I've written before about the power of expressing gratitude in your work life. It's not just about a once-a-year holiday card to key clients or sources. Nor is it simply a matter of saying thank you at the end of a particularly helpful telephone call. It's a matter of sharing the joy you experience in your job with others and spreading it around.
How does this help serenity? By focusing on joy instead of struggles, you amplify them and your experience of your work changes. Since self-employment by its nature is full of rough bumps in the road, amplifying your gratitude and happiness isn't just a nice thing to do; it's something that makes your work sustainable.
So here's the tip:
Keep thank-you cards on hand.
It's obvious, right? But the art of sending a thank-you card is a dying one. Emails are also great, but a hand-written card with a simple but genuine expression of thanks is a rare and memorable gift these days.
I was reminded of this yesterday.
I was on deadline Friday and scrambling to find that final source. I got ahold of a PR person on Thursday and begged for her help. She was a little cranky--"We get these last minute calls all the time. I don't know how you expect us to help you on such short notice!"--but then she really came through. She found two people for me to talk to by my deadline and I've lined up another one of her sources for a story I'm doing this week.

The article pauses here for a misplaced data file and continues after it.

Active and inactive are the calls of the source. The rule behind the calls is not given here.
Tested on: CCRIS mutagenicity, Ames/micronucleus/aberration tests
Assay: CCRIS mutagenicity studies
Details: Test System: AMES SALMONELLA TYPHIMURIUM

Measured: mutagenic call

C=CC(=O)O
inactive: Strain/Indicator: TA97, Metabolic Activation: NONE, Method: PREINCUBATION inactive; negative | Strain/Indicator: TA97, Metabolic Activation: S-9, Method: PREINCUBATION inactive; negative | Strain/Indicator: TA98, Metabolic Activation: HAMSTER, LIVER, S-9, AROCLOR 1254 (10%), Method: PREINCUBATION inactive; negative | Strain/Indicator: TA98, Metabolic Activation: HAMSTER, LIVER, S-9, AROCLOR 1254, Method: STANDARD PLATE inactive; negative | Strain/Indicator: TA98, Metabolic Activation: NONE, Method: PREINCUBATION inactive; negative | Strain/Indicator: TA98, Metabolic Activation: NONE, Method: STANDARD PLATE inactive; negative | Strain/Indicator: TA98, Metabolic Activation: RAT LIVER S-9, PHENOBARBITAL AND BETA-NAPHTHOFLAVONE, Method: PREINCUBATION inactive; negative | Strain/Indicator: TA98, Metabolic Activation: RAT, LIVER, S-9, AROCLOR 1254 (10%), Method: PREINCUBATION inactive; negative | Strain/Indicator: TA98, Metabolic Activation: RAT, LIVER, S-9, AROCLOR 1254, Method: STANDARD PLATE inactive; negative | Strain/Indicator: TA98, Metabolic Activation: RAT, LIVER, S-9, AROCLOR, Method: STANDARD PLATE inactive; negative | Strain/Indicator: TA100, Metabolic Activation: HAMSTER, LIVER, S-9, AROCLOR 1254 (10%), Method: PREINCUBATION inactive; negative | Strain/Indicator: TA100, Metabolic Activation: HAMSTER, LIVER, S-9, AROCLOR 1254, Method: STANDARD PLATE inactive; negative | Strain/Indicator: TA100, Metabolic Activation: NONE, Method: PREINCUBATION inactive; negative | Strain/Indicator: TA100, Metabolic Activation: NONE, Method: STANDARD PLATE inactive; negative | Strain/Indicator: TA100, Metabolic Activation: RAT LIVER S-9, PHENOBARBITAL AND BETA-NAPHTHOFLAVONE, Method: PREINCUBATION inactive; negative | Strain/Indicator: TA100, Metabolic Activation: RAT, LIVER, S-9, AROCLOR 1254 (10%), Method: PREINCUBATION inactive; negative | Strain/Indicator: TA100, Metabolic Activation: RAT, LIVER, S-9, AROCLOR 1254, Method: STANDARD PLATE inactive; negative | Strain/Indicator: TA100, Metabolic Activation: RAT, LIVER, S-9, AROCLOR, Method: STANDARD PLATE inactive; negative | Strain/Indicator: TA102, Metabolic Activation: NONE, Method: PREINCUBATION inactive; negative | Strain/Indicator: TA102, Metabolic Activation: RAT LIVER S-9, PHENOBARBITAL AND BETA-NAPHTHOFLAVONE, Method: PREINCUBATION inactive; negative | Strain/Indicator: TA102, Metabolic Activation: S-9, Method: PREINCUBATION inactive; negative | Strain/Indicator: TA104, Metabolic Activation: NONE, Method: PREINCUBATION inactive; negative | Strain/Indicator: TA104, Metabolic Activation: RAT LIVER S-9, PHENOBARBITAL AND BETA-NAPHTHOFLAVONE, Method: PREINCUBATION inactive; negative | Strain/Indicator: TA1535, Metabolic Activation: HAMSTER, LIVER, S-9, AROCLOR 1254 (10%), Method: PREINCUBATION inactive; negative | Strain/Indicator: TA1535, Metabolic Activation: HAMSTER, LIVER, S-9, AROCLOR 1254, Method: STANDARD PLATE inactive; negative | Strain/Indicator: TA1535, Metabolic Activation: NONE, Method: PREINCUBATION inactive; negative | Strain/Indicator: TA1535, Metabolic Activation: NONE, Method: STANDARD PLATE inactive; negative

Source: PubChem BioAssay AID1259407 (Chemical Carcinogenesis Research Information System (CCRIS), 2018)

I was overjoyed, of course, and I always like thanking people for helping me out of a pickle. So I reached over and grabbed a thank-you card off my desk. I addressed it, filled it out and sent it. Then I forgot about it and moved on to the next thing.
Yesterday, I got a call from the woman. She was kind and clearly touched. I'm so glad. I try to never work last-minute like that and I wanted to express my gratitude for her help. It was received well and now we have a slightly closer relationship.
Keep the cards on hand for these situations and for when clients, other professionals and others connect you with new potential clients. Jotting off a quick note may mean little to you, but it will affect the person who receives it in a simple but important way.